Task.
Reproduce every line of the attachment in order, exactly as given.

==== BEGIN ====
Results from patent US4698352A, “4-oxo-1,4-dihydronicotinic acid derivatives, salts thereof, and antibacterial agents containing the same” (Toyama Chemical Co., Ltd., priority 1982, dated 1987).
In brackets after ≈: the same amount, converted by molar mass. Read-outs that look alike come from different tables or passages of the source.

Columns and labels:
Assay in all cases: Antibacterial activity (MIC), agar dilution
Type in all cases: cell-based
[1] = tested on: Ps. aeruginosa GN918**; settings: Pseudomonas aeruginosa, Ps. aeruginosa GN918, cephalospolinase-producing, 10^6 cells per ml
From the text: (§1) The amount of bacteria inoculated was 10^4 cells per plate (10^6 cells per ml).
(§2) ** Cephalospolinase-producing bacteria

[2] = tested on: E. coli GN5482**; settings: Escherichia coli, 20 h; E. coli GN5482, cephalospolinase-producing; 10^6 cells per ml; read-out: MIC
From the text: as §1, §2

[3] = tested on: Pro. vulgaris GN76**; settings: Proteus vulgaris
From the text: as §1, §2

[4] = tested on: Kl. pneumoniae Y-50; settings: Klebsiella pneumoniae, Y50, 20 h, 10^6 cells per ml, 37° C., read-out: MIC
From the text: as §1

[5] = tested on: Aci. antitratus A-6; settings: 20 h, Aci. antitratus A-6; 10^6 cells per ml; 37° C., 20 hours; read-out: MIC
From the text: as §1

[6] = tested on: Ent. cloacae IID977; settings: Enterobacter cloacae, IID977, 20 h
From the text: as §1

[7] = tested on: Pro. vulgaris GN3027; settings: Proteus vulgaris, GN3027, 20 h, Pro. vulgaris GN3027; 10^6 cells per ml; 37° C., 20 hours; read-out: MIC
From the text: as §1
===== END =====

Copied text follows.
Results from patent US4698352A, “4-oxo-1,4-dihydronicotinic acid derivatives, salts thereof, and antibacterial agents containing the same” (Toyama Chemical Co., Ltd., priority 1982, dated 1987).
In brackets after ≈: the same amount, converted by molar mass. Read-outs that look alike come from different tables or passages of the source.

Columns and labels:
Assay in all cases: Antibacterial activity (MIC), agar dilution
Type in all cases: cell-based
[1] = tested on: Ps. aeruginosa GN918**; settings: Pseudomonas aeruginosa, Ps. aeruginosa GN918, cephalospolinase-producing, 10^6 cells per ml
From the text: (§1) The amount of bacteria inoculated was 10^4 cells per plate (10^6 cells per ml).
(§2) ** Cephalospolinase-producing bacteria

[2] = tested on: E. coli GN5482**; settings: Escherichia coli, 20 h; E. coli GN5482, cephalospolinase-producing; 10^6 cells per ml; read-out: MIC
From the text: as §1, §2

[3] = tested on: Pro. vulgaris GN76**; settings: Proteus vulgaris
From the text: as §1, §2

[4] = tested on: Kl. pneumoniae Y-50; settings: Klebsiella pneumoniae, Y50, 20 h, 10^6 cells per ml, 37° C., read-out: MIC
From the text: as §1

[5] = tested on: Aci. antitratus A-6; settings: 20 h, Aci. antitratus A-6; 10^6 cells per ml; 37° C., 20 hours; read-out: MIC
From the text: as §1

[6] = tested on: Ent. cloacae IID977; settings: Enterobacter cloacae, IID977, 20 h
From the text: as §1

[7] = tested on: Pro. vulgaris GN3027; settings: Proteus vulgaris, GN3027, 20 h, Pro. vulgaris GN3027; 10^6 cells per ml; 37° C., 20 hours; read-out: MIC
From the text: as §1